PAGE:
Other restrictions include the size of payouts offered and how many times a charity can hold bingo outings per year.
Mississippi is one of only five states that doesn't have a lottery. In fact, they don't even allow charities and other non-profits to run lottery-style games as fundraisers.
The State House has recently begun studying lottery pros and cons to see how the state would benefit, but as of now, no action has been taken towards legalizing a lottery.
Live poker is offered in Mississippi's commercial and tribal casinos. With dozens of poker rooms scattered throughout the state, players can find all major poker variations like Texas hold'em, Omaha, Omaha Hi-Lo and 7-card stud.
Just like the lottery, Mississippi is also one of the rare states that doesn't allow horseracing. They join Alaska, Hawaii and Utah in banning pari-mutuel betting.
Social Gambling: Illegal
Section 97-33-1 explains illegal gambling as follows:
"If any person shall encourage, promote or play at any game, play or amusement, other than a fight or fighting match between dogs, for money or other valuable thing, or shall wager or bet, promote or encourage the wagering or betting of any money or other valuable things, upon any game, play, amusement, cockfight, Indian ball play, or duel, other than a fight or fighting match between dogs, or upon the result of any election, event or contingency whatever, upon conviction thereof, he shall be fined in a sum not more than Five Hundred Dollars ($500.00); and, unless such fine and costs be immediately paid, shall be imprisoned for any period not more than ninety (90) days."
As you can see from mentions of "Indian ball play," a "duel" and exemptions for dog and cockfighting, we're dealing with antiquated language here.
Regardless, Mississippi operates on the grounds that any non-exempted form of gambling is illegal. Since no mention of home poker games or social gambling is made, we assume that the activity is banned.
We should also mention that we can't find any arrest records for a recreational home poker game.
Therefore, you're probably fine to hold home poker games in the Magnolia State as long as the host isn't profiting and there's nothing illegal going on.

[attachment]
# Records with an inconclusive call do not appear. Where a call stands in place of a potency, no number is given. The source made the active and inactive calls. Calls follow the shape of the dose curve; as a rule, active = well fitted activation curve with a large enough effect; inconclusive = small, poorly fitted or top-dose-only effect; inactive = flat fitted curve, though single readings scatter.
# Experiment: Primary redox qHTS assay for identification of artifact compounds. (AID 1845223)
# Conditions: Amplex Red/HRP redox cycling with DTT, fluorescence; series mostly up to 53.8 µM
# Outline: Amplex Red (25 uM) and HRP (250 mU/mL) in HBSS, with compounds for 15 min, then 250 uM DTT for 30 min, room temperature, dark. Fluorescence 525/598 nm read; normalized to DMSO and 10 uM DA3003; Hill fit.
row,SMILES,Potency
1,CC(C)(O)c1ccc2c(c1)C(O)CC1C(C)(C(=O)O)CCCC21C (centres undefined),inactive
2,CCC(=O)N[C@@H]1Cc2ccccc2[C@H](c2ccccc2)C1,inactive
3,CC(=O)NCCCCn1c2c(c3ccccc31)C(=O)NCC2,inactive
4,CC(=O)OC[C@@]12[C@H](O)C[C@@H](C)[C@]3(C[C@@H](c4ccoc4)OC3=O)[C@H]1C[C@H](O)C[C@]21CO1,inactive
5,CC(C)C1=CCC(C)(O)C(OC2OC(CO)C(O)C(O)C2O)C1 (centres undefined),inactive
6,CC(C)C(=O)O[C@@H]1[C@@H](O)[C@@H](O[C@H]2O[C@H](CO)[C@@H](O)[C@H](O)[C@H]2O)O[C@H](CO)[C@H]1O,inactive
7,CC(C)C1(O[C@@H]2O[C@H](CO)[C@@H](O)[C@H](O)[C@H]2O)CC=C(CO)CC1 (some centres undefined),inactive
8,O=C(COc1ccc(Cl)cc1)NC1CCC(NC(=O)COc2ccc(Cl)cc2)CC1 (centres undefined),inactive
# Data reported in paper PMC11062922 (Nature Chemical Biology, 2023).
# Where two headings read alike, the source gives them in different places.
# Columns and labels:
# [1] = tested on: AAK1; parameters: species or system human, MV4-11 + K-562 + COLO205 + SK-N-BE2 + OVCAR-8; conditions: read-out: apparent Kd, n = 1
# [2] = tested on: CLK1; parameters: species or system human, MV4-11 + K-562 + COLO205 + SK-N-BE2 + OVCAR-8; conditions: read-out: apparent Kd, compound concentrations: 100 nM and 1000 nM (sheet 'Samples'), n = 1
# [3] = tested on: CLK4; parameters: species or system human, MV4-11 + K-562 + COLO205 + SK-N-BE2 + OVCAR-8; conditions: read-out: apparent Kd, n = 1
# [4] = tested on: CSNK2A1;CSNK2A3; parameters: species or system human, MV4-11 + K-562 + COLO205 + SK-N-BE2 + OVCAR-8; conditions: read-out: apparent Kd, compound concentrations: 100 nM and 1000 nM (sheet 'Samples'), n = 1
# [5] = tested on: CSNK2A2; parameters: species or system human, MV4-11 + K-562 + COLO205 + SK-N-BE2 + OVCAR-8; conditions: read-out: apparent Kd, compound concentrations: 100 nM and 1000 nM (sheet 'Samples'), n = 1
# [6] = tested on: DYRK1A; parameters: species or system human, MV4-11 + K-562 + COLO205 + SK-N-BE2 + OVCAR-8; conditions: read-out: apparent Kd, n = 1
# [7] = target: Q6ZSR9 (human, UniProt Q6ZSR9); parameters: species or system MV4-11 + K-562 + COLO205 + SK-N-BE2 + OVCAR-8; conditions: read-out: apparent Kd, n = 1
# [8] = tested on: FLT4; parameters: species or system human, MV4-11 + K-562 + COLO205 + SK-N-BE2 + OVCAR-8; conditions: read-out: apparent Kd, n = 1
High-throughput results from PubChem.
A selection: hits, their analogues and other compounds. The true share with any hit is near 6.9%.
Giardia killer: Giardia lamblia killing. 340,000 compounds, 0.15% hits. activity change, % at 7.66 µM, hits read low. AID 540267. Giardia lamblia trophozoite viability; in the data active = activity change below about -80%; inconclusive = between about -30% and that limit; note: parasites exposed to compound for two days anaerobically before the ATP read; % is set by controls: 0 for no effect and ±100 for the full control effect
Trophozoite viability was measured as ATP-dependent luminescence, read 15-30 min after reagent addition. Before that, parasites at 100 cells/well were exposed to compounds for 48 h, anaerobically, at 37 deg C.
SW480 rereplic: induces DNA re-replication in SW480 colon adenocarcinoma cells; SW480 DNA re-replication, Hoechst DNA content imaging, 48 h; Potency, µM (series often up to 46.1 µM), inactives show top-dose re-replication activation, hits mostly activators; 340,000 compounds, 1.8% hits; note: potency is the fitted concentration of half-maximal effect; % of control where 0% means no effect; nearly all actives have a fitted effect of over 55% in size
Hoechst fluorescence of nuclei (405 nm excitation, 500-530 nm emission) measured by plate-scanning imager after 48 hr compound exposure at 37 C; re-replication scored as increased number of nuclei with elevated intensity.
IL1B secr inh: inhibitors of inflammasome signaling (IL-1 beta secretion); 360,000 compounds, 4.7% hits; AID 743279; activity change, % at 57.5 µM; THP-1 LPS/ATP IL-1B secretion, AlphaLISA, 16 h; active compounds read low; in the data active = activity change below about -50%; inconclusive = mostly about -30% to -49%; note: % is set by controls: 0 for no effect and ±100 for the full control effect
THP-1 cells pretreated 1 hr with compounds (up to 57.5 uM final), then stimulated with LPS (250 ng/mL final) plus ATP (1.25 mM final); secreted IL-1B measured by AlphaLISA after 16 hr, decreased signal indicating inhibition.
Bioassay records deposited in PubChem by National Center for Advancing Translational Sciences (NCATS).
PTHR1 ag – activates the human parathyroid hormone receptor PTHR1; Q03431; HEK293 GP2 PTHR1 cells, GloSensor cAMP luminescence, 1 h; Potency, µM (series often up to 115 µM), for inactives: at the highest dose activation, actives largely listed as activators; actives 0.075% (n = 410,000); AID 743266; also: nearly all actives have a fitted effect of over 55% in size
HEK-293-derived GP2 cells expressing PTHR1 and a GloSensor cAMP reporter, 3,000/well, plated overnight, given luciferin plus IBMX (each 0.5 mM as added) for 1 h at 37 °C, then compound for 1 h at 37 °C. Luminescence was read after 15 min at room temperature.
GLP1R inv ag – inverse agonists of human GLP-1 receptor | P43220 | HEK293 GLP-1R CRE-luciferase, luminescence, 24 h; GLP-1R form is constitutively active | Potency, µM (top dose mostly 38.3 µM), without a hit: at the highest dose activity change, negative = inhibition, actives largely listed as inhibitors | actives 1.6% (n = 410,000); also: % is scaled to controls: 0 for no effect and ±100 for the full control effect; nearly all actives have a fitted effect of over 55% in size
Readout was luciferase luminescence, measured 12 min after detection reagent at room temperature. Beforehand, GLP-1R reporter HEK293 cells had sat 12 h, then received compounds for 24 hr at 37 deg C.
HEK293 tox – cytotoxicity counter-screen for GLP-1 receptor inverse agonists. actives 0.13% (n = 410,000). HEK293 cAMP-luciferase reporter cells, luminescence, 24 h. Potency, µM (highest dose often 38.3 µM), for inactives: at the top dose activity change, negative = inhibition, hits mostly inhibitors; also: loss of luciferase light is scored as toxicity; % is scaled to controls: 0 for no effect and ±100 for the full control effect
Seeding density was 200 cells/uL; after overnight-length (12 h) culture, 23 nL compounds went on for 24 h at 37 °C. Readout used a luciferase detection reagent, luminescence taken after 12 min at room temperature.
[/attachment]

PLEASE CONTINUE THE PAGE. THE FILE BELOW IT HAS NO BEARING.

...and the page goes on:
Gambling Venues in Mississippi
For a state that doesn't have pari-mutuel betting or a lottery, Mississippi certainly has more than enough land-based casinos.
As mentioned before, the state's casino industry nets around $1 billion in annual revenue. It also provides tens of thousands of jobs.
Several towns in Mississippi have become notable casino destinations, including Biloxi, Gulfport, Tunica and Vicksburg.
For Tunica, a once-poor town near the Mississippi River, the casinos have been community altering. They've gone from an extremely poor town of 1,200, to a city with 10,780 people and even more opportunities.
Below you can see some of the casinos in Tunica and other Mississippi towns:
1- Ameristar Casino
Vicksburg 4155 Washington St, Vicksburg, MS 39180
2- Bally's Tunica
1450 Bally Blvd, Robinsonville, MS 38664
875 Beach Blvd, Biloxi, MS 39530
3- Bok Homa Casino
1 Choctaw Rd, Heidelberg, MS 39439
4- Boomtown Casino Biloxi
676 Bayview Ave, Biloxi, MS 39530
5- Hard Rock Hotel and Casino Biloxi
777 Beach Blvd, Biloxi, MS 39530
6- Harrah's Gulf Coast
280 Beach Blvd, Biloxi, MS 39530
7- Hollywood Casino Tunica
1150 Casino Strip Resort Blvd, Robinsonville, MS 38664
8- Horseshoe Casino Tunica
1150 Casino Strip Resort Blvd, Robinsonville, MS 38664
9- Isle of Capri Casino Hotel Lula
777 Isle of Capri Pkwy, Lula, MS 38644
10- Resorts Casino Tunica
1100 Casino Strip Resort Blvd, Robinsonville, MS 38664
11- Sam's Town Tunica
1477 Casino Strip Resort Blvd, Robinsonville, MS 38664
History of Gambling in Mississippi
Prior to the 1990s, Mississippi had a very conservative attitude towards gambling. This changed though, when they passed the Mississippi Gaming Control Act and allowed riverboat/dockside casinos.
Today, Mississippi is one of America's biggest casino destinations. They have several large gambling establishments and commonly host major poker tournaments.
The next step will be for the state to legalize online gaming. This could be a while though, since most of the Deep South pays little attention to the idea.
Here's a closer look at some of the biggest events in Mississippi's gambling history:
Public support for legal casino gambling grows.
First legal casino opens on a waterway.
Hurricane Katrina destroys Gulf Coast dockside casinos; state passes new law that casinos can be built on Gulf Coast shoreline.
Casinos generate $935 million in tax revenue and employ over $37,000 people.
Daily fantasy sports bill passed with sunset provision.